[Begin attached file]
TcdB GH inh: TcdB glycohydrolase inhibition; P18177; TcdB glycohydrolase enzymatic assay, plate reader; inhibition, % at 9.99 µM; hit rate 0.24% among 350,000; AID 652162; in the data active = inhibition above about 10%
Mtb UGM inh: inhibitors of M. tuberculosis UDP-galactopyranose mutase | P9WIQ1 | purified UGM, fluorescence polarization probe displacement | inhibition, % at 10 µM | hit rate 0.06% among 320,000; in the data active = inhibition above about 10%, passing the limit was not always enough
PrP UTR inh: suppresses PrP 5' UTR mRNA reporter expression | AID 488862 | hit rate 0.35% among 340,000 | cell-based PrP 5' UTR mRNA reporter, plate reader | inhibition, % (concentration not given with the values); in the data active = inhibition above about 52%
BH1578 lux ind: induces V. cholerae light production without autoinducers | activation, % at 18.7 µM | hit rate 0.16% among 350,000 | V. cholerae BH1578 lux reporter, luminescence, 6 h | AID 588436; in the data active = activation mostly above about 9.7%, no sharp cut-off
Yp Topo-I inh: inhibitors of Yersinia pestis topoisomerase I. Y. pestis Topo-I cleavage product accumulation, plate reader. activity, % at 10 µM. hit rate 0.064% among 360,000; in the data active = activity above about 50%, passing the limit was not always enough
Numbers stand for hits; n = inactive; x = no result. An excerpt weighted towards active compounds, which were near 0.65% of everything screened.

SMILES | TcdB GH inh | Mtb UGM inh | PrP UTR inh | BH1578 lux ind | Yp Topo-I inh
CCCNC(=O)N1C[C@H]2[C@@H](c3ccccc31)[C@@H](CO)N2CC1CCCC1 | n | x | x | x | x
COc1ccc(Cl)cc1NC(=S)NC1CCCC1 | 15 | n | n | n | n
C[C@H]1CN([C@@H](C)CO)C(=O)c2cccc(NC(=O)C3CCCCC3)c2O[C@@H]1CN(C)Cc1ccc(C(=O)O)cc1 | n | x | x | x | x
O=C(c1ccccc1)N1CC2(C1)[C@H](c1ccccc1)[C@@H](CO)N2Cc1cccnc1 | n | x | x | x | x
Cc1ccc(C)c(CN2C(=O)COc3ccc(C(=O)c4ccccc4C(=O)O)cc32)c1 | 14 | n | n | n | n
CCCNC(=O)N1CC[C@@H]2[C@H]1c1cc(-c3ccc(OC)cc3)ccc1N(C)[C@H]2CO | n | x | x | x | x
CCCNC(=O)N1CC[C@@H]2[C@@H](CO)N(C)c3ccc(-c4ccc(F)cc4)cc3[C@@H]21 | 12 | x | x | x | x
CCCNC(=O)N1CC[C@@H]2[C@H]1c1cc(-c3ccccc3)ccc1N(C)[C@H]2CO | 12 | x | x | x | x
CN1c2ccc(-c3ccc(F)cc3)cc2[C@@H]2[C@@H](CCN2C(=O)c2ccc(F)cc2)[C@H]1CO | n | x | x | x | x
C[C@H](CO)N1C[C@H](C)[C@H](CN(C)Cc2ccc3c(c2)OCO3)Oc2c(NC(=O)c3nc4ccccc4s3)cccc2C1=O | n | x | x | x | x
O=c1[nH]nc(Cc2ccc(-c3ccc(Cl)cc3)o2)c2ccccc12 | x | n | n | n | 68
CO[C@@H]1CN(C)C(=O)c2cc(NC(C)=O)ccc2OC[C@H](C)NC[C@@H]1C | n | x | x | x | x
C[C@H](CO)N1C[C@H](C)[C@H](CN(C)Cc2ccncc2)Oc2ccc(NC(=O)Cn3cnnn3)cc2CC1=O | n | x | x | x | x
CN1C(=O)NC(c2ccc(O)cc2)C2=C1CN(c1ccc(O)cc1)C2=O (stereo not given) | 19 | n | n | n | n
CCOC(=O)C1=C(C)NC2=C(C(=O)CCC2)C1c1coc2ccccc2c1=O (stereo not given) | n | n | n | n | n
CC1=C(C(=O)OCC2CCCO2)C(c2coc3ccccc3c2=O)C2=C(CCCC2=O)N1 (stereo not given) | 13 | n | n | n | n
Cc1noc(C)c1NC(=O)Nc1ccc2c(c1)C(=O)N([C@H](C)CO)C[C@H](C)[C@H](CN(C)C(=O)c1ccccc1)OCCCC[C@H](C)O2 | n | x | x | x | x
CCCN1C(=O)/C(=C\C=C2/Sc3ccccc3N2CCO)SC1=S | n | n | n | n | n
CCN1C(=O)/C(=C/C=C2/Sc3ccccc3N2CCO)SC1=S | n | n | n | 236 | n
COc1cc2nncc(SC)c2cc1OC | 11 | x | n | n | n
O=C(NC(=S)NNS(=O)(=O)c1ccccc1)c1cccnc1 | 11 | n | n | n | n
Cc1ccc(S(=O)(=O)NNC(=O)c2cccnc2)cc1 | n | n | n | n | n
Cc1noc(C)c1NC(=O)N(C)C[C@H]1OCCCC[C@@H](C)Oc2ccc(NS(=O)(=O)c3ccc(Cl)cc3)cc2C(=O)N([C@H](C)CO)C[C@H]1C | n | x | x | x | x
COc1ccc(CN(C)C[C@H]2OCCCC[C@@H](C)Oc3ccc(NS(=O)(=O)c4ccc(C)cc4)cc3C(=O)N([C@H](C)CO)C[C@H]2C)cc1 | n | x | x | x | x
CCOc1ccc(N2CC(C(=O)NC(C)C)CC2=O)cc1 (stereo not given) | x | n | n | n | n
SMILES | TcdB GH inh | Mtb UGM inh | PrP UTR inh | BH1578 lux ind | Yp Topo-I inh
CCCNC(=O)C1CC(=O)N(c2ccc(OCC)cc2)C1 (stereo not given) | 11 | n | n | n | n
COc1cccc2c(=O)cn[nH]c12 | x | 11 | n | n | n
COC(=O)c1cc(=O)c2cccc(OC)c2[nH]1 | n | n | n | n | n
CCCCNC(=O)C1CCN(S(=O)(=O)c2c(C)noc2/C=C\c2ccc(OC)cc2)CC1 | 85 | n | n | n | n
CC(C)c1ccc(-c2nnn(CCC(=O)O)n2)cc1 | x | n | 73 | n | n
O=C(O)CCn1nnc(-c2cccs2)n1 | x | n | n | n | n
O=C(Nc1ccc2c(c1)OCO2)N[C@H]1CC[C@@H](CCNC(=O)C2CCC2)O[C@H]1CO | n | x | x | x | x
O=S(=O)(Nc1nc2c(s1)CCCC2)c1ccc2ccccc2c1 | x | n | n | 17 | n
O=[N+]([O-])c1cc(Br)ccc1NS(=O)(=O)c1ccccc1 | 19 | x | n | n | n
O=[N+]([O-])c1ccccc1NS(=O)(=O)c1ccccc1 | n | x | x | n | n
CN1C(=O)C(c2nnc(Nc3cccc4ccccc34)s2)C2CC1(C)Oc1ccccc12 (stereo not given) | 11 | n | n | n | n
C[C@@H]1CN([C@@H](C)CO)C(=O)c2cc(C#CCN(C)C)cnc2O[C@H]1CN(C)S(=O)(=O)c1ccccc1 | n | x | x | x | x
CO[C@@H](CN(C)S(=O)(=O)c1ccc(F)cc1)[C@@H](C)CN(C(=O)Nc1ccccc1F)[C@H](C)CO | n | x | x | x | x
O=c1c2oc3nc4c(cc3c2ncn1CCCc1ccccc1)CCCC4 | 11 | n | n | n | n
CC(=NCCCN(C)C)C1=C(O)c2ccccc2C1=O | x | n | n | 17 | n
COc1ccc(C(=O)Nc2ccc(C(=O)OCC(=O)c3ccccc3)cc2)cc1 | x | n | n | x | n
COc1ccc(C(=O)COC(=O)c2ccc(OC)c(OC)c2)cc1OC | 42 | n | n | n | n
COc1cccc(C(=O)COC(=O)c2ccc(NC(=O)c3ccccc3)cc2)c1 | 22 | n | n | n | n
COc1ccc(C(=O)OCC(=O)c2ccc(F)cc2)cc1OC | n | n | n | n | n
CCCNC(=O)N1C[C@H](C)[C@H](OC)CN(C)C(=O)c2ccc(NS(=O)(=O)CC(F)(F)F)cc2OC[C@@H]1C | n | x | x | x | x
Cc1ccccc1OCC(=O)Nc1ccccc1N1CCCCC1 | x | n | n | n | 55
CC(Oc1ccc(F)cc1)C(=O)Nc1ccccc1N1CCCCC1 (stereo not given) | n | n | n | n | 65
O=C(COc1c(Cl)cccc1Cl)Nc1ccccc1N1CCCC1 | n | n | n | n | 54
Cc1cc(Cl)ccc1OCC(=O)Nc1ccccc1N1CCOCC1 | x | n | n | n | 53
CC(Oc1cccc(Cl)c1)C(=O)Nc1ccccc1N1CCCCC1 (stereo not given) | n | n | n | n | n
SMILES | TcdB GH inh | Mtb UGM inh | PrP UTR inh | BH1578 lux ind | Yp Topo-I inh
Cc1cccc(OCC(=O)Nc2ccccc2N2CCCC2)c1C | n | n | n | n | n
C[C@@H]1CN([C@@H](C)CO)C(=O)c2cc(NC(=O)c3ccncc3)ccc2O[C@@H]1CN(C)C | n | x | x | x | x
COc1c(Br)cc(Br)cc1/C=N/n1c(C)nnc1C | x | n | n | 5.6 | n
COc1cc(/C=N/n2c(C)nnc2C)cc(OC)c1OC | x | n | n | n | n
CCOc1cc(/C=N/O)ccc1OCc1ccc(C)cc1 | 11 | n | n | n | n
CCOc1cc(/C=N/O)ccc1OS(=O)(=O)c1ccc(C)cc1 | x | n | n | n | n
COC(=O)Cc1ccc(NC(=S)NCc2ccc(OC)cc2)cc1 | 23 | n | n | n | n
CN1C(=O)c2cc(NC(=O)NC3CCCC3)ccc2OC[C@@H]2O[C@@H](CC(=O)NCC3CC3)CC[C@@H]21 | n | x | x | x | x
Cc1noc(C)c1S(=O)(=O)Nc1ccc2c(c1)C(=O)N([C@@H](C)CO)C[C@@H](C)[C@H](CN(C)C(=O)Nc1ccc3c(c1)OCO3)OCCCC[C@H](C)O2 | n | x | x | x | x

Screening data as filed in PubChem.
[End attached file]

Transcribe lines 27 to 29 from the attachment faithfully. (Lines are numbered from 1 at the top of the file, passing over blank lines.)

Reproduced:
COc1cc2nncc(SC)c2cc1OC | 11 | x | n | n | n
O=C(NC(=S)NNS(=O)(=O)c1ccccc1)c1cccnc1 | 11 | n | n | n | n
Cc1ccc(S(=O)(=O)NNC(=O)c2cccnc2)cc1 | n | n | n | n | n